SOME of Australia’s leading contemporary artists will create new works inspired by the trench art of World War One soldiers for a new exhibition to open at the Art Gallery of SA on Remembrance Day.
SOME of Australia’s leading contemporary artists will create new works inspired by the “trench art’’ of World War One soldiers for a new exhibition to open at the Art Gallery of SA on Remembrance Day.
Sappers and Shrapnel will feature pieces by artists including Adelaide’s Fiona Hall, Archibald Prize winner Ben Quilty and the Tjanpi Desert Weavers alongside objects crafted by soldiers, civilians and prisoner from the waste materials of warfare.
Quilty, Hall and two women from the Central Desert weavers group, Mary Pan and Rene Kulitja, visited the Australian War Memorial in Canberra on Friday as part of their research for the project.
“Rather than just doing an exhibition of historic trench art, we’re putting those in conversation with artists who are responding to the contemporary trenches,’’ said exhibition curator Lisa Slade.
Hall, who also uses found materials and represented Australia at last year’s Venice Biennale, will show her work All The King’s Men as well as create new pieces with the Tjanpi Desert Weavers.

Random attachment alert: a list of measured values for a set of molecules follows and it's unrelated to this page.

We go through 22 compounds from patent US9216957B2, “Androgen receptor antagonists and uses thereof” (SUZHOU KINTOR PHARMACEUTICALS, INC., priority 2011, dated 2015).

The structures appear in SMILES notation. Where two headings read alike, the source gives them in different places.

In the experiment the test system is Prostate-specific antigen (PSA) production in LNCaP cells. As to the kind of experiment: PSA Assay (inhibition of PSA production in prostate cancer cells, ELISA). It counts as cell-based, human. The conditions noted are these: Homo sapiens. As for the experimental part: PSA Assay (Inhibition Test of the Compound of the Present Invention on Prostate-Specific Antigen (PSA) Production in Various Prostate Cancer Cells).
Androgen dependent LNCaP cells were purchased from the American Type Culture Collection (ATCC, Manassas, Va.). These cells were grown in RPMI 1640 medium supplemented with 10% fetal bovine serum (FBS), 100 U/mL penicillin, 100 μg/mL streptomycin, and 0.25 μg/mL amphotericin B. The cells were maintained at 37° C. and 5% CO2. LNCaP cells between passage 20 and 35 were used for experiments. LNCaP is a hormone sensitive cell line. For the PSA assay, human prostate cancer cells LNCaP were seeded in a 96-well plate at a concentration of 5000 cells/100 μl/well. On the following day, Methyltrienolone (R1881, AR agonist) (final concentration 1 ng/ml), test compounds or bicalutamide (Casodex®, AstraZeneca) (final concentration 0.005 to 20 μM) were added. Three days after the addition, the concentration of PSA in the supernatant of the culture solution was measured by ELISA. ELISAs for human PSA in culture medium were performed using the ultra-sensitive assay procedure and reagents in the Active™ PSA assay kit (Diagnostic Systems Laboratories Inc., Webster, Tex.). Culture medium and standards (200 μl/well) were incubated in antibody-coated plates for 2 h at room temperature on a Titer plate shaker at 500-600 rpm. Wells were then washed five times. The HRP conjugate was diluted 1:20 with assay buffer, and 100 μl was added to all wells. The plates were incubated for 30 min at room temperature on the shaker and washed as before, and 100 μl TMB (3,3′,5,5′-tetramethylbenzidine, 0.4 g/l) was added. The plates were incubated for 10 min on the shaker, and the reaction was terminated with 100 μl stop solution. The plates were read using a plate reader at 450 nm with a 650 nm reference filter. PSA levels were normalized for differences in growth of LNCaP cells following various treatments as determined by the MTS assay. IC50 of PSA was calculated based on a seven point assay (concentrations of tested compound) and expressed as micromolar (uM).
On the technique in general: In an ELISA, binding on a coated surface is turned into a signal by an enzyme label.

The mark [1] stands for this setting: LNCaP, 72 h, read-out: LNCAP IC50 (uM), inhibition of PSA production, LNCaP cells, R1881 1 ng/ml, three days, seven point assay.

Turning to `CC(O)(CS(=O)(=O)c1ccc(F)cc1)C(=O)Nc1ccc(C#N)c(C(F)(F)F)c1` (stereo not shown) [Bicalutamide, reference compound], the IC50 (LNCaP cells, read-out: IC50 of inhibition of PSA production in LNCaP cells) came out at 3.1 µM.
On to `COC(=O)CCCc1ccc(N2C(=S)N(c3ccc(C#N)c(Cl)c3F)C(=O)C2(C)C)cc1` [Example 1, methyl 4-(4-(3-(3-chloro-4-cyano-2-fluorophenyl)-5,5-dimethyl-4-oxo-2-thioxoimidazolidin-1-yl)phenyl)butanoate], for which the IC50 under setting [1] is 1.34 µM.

“I thought that they would have a very interesting view of what trench art could mean for them; trench warfare and conflict,’’ she said.
Quilty, who previously worked as an official war artist in Afghanistan, will create his installation with a Syrian refugee woman who is making traditional wedding dresses that she hopes her baby daughter will one day get to wear in her homeland.
“It’s probably the first time that I’ve really involved a feminine side to my work,’’ Quilty said.
“I want her dresses to be floating in the space … so that it’s almost a defiant act against ISIS (Islamic State) for her.’’
Sappers and Shrapnel was funded through the Anzac of Centenary Foundation and will run at the Art Gallery of SA from November 11 to January 29.